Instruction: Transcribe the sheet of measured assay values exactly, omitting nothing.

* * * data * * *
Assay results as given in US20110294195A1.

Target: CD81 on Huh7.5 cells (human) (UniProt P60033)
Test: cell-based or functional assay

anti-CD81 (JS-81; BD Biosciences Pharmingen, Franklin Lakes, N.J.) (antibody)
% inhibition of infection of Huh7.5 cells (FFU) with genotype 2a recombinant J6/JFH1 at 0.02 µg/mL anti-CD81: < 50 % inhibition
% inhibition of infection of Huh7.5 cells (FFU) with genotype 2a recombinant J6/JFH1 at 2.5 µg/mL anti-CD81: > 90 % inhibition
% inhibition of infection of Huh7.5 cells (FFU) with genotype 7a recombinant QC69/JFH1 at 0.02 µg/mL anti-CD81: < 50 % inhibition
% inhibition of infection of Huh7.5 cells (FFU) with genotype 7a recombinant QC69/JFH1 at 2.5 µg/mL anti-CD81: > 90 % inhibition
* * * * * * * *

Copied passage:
Assay results as given in US20110294195A1.

Target: CD81 on Huh7.5 cells (human) (UniProt P60033)
Test: cell-based or functional assay

anti-CD81 (JS-81; BD Biosciences Pharmingen, Franklin Lakes, N.J.) (antibody)
% inhibition of infection of Huh7.5 cells (FFU) with genotype 2a recombinant J6/JFH1 at 0.02 µg/mL anti-CD81: < 50 % inhibition
% inhibition of infection of Huh7.5 cells (FFU) with genotype 2a recombinant J6/JFH1 at 2.5 µg/mL anti-CD81: > 90 % inhibition
% inhibition of infection of Huh7.5 cells (FFU) with genotype 7a recombinant QC69/JFH1 at 0.02 µg/mL anti-CD81: < 50 % inhibition
% inhibition of infection of Huh7.5 cells (FFU) with genotype 7a recombinant QC69/JFH1 at 2.5 µg/mL anti-CD81: > 90 % inhibition